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Financial Regulation Debates in Hard Times: A Comparative Analysis of Insider and Outsider Pressure during the Global Financial Crisis

Abstract : This article analyses the nature of policy debates on financial regulation during the onset of the Global Financial Crisis (GFC) by considering three elements that shape them: the salience of the debate, the actors that dominate the debate, and the degree of anti-status quo pressure. Theoretically, it contributes to Culpepper’s quiet/noisy politics framework by clarifying its multidimensionality and explicitly introducing the degree of contestation. Empirically, it focuses on two regulatory issues: (1) the restriction of banking and financial activities and (2) the debate on the remuneration of bankers. The data captures political claims during the first 12 months of the GFC and covers 19 established democracies. The findings indicate that policy debates were unevenly politicized across countries and issues, and that structural factors are not enough to account for the observed variation in pressure for reform for all types of actors, thus constituting a puzzle for further research.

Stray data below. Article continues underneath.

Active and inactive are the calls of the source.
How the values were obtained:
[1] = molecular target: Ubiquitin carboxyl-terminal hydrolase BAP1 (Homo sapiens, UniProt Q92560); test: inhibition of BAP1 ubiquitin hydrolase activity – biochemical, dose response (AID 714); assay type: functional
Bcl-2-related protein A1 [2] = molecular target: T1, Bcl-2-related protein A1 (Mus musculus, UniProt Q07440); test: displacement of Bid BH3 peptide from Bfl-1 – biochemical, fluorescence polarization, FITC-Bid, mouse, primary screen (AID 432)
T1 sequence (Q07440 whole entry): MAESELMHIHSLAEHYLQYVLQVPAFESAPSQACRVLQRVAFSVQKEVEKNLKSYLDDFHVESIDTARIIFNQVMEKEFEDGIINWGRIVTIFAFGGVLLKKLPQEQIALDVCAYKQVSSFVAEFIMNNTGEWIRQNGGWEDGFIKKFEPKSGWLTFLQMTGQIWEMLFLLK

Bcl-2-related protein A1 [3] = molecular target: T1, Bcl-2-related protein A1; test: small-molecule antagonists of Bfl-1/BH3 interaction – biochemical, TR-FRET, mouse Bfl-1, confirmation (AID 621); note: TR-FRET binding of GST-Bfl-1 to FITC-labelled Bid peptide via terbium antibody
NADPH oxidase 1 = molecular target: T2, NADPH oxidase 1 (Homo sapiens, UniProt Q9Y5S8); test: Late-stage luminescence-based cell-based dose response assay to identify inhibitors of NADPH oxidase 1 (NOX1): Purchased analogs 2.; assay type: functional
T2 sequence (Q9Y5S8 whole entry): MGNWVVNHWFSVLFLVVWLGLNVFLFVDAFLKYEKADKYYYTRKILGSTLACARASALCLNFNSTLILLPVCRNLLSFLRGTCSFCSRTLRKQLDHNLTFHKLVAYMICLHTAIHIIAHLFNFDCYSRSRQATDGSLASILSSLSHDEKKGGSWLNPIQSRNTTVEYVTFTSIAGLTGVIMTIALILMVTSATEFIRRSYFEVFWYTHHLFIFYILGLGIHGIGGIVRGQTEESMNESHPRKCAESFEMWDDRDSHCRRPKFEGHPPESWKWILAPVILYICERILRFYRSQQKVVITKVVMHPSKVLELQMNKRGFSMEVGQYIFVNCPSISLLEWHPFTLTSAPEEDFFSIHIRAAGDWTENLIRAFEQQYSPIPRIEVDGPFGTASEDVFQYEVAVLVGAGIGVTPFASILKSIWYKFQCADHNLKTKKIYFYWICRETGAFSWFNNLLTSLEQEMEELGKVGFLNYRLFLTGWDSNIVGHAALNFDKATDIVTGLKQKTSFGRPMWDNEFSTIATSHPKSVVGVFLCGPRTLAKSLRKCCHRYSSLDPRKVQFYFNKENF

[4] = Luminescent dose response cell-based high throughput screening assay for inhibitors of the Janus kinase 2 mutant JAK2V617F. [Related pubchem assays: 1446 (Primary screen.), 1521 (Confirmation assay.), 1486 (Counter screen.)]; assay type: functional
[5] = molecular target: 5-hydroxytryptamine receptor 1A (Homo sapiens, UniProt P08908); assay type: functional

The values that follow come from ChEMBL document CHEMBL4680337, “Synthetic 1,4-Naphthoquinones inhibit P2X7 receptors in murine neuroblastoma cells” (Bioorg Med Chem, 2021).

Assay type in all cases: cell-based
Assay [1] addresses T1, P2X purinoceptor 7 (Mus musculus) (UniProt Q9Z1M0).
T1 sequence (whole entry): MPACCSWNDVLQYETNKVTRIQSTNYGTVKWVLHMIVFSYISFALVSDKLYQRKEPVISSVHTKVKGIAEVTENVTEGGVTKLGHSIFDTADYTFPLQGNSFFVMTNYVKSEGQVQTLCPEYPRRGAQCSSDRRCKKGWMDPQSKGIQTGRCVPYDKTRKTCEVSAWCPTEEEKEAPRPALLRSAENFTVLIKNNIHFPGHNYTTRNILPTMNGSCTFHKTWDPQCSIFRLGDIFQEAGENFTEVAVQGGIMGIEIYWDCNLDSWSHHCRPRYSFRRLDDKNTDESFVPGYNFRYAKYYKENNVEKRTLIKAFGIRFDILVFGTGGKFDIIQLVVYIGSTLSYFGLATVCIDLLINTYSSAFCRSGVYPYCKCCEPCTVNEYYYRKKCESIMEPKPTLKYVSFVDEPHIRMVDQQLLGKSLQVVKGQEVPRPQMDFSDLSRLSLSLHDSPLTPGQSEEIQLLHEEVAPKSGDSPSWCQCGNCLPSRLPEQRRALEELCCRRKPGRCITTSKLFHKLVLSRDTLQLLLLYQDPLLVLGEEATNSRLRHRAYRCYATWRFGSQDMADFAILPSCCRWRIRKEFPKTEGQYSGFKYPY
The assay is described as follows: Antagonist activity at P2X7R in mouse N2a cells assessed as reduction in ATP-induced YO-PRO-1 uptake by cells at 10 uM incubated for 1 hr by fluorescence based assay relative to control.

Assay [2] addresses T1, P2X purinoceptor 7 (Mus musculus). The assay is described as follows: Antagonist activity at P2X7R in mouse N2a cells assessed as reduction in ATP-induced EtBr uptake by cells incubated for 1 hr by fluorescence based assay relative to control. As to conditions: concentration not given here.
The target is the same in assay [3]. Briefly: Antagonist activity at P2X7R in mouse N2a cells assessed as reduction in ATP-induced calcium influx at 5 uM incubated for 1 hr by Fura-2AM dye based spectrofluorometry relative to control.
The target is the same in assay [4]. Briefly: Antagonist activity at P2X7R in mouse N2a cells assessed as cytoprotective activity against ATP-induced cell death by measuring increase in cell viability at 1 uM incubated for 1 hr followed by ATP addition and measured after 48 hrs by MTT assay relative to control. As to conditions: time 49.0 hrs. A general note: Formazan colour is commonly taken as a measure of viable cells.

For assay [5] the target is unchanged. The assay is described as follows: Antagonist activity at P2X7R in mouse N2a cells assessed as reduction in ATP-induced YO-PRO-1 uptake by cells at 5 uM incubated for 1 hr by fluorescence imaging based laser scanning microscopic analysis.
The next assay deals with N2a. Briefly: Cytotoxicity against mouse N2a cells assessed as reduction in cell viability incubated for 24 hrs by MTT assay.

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Submitted on : Wednesday, January 27, 2021 - 5:59:34 PM
Last modification on : Friday, July 2, 2021 - 1:59:53 PM

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Roy Gava, Oriol Sabaté, Laura Morales. Financial Regulation Debates in Hard Times: A Comparative Analysis of Insider and Outsider Pressure during the Global Financial Crisis. Journal of Comparative Policy Analysis, Springer Verlag, 2020, pp.Online. ⟨10.1080/13876988.2020.1859931⟩. ⟨hal-03123359⟩

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